It may sound Orwellian, but one U.S. technology firm has used people analytics gathered by their Human Resources department to accurately determine which job candidates are most likely to become horrible employees who will cheat or steal from the firm and lie to their supervisors.
Still another high-production manufacturer is using people analytics to chart patterns of work absences to determine when people are most apt to suddenly take a day off, so they can automatically schedule extra staff for those days.
HR planning by people analytics is becoming a reality, whether or not we are ready for it.
While futurists have been predicting this trend for about a decade, the advent of delivering more and more HR services digitally has hastened this revolution.
Analytics attached to every service can be used effectively to figure out what makes people accept positions with your organization, what makes some perform better than others, and what makes them stay. It charts patters on employee behavior and predicts trends accurately.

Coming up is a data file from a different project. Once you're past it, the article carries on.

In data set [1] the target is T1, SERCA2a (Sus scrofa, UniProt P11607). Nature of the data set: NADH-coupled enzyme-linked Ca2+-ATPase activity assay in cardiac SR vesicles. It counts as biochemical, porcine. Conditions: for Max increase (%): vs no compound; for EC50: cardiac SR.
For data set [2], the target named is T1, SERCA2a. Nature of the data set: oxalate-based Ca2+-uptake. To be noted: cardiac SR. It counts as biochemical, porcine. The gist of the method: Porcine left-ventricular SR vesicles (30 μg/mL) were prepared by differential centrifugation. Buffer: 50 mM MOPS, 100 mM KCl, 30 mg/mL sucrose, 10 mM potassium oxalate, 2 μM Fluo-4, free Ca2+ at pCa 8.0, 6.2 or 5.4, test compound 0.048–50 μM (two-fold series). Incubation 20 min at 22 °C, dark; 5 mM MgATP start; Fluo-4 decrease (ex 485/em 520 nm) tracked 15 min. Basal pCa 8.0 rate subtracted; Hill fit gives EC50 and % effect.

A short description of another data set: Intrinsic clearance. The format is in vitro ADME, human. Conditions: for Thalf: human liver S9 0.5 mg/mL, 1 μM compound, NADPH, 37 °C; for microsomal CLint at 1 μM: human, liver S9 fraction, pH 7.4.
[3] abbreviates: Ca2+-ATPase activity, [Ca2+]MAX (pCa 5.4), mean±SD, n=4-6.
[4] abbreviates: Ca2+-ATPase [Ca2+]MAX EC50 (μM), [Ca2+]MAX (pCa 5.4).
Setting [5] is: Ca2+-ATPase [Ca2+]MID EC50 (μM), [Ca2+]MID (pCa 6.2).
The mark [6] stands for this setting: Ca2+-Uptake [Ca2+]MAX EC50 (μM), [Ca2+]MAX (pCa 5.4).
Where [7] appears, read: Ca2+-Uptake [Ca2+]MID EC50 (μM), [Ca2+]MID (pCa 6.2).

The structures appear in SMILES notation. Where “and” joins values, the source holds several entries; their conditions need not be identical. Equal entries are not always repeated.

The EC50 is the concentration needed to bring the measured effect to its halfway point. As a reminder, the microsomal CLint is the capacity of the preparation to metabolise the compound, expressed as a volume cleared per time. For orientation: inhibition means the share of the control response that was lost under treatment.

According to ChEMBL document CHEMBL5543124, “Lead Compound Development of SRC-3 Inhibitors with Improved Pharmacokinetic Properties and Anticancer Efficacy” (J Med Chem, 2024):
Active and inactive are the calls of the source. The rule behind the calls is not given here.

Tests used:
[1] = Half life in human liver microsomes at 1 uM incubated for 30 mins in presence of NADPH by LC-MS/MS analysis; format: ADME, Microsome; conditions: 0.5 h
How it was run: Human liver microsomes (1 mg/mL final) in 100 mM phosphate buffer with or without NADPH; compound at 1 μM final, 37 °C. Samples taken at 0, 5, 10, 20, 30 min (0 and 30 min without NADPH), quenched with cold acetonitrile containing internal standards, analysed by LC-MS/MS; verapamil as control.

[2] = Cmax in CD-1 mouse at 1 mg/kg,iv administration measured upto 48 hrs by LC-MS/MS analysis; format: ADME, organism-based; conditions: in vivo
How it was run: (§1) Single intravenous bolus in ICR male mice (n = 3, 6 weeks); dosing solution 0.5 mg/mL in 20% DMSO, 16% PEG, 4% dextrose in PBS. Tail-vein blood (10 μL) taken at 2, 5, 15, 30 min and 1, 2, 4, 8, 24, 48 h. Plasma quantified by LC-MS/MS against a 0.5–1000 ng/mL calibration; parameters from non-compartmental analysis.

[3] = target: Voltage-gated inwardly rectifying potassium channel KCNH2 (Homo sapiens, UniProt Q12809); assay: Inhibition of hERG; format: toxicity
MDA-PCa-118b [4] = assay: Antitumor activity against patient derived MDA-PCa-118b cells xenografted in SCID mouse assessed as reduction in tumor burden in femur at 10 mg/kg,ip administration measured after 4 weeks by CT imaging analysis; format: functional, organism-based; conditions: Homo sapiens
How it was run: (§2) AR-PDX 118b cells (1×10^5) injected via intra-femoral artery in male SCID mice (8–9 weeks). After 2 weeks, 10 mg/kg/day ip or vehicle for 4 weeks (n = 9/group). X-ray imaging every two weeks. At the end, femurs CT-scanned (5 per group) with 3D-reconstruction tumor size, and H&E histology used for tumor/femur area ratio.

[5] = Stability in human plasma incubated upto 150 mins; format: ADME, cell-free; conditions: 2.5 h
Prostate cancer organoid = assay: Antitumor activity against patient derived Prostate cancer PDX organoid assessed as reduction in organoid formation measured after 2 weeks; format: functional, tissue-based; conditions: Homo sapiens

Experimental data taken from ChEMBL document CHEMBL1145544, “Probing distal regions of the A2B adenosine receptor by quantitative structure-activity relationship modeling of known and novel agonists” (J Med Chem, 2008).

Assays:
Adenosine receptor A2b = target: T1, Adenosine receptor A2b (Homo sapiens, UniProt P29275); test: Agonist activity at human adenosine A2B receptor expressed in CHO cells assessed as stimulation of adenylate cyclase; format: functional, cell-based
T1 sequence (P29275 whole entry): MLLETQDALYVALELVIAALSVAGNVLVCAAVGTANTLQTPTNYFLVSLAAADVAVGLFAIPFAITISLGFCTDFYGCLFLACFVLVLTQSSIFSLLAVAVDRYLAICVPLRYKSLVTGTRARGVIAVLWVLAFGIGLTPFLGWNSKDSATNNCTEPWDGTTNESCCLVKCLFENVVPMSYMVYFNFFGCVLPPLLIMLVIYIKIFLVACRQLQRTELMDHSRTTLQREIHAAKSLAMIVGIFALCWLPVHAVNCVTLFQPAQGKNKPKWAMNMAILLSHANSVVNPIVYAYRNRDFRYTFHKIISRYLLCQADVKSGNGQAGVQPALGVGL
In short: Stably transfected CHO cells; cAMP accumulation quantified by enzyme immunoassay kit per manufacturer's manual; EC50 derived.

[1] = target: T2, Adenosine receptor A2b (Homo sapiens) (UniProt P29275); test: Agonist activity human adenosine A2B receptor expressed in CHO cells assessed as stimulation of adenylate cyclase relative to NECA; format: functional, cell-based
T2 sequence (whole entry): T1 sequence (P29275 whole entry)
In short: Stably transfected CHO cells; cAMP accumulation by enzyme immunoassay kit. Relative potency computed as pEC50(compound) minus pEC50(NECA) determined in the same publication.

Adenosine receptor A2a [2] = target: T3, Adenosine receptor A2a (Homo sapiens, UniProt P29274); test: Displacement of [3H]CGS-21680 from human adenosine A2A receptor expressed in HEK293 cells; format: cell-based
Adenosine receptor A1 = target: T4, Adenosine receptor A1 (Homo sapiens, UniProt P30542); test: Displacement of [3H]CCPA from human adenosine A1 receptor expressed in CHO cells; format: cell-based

Currently about one third of American companies are collecting the data and then outsourcing it to experts to develop usable models that will help them interpret what they are seeing in the numbers.
Of all the uses people analytics can be put too, helping a company perform better is paramount. When the characteristics of top performing employees can be analyzed, wiser hiring choices can be made in the future.
One software firm is even collecting people analytics from LinkedIn to accurately predict candidates who are most at risk of fleeing the company.
How can your HR department initiate a program to make better use of your people analytics? Here are four steps to build a solid foundation to get started.